One of the projects I have used for years is a letter counter program. The idea is to count the occurrences of each individual letter. It’s a nice project that includes arrays, loops, and some string manipulation. This is the sort of thing that does have some real world utility. Cryptography uses word counts to try to crack substitution cyphers. Linguists use it to study languages. And that is just two of what comes to mind.
The next logical (to me anyway) step is to count words. I’ve been thinking about adding this in for a while. It is actually something I was assigned as a project many years ago when I was an undergraduate. It’s not as simple as counting letters. The most obvious method involved counting spaces. What happens if someone is old school and places two spaces after every period? Well, that is something to take into consideration. And what about other white space like tabs or line feeds? Or special characters?
Doug Peterson related in a recent post (About words) that two different programs gave him two different word counts for the same piece of text. The counts were off by 3 on a text of about 486 words. Not a huge percentage but on a book length text that could make a difference. Some articles in magazines are paid by the word. That means getting the count right means money.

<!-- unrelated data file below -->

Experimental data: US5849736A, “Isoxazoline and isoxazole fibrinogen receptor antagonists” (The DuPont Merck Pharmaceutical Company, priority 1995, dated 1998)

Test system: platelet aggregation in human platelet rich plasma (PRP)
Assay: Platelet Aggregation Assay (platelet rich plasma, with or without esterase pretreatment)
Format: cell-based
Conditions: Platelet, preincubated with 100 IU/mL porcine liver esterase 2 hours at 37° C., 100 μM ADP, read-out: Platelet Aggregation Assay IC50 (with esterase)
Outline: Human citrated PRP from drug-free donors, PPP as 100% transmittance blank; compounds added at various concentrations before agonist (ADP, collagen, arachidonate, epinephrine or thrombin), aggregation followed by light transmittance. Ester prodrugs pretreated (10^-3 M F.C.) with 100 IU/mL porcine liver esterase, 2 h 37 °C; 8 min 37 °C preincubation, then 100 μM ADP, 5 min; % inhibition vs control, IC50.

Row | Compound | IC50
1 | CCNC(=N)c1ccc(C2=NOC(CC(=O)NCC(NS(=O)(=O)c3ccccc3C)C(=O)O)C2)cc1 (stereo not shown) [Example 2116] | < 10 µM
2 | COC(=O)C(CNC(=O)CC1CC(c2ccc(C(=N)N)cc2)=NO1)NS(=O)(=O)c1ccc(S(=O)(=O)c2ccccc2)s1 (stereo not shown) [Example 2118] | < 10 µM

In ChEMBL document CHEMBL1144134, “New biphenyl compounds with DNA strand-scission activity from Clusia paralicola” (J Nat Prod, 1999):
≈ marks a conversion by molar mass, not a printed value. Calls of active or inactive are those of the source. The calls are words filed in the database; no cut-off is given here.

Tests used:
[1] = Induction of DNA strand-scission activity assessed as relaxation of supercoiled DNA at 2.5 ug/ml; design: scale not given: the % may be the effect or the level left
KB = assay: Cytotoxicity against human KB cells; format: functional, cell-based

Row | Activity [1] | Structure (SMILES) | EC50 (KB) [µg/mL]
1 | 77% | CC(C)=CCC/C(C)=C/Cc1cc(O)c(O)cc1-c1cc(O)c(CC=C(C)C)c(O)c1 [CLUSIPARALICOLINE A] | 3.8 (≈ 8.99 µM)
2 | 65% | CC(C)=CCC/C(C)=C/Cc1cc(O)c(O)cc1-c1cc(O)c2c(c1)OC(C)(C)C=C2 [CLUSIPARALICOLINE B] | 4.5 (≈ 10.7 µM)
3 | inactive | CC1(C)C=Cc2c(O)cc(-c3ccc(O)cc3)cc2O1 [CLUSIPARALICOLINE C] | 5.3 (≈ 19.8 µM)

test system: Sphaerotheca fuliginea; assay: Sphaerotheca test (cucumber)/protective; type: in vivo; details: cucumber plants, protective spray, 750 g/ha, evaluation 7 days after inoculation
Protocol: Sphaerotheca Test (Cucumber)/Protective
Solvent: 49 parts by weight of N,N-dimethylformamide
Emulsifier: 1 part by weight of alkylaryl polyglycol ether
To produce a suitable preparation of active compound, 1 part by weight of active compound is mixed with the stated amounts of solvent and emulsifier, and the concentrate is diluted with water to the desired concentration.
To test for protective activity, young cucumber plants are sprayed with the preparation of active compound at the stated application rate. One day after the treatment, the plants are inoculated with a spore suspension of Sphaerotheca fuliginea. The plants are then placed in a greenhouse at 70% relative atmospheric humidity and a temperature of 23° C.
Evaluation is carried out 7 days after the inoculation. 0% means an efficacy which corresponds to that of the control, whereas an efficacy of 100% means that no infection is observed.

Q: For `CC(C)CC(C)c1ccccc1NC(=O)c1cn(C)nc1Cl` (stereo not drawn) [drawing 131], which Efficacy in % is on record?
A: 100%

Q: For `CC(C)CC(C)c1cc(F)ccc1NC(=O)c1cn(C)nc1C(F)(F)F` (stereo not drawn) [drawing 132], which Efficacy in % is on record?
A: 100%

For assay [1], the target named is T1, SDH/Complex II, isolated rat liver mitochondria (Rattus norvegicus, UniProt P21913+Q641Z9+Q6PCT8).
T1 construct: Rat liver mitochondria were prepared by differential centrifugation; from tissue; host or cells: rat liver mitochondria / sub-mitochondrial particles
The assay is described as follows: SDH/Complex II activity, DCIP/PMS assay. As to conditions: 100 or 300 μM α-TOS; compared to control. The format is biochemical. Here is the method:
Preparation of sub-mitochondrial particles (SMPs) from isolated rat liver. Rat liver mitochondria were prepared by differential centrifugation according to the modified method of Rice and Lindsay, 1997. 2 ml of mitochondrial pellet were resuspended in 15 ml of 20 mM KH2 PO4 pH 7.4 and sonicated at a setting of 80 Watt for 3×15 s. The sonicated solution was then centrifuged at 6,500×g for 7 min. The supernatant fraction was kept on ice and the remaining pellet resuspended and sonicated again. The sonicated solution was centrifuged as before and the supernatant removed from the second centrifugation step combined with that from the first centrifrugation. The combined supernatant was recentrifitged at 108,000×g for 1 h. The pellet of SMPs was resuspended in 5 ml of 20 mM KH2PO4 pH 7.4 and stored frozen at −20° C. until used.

Now people can count words with greater accuracy though I don’t want to do it myself. At some point someone is going to feed a lot of data into some artificial intelligence. Long sections of text that have accurate (human counted perhaps) word counts will be fed in and the AI will learn what words are and how to count them. It’s not going to happen until someone decides that developing this is worth the time and money. I wonder if it will be an academic or an industry researcher?
For the time being I think this will make an interesting conversation in class. Maybe we’ll have a contest to see who can come up with the most accurate algorithm?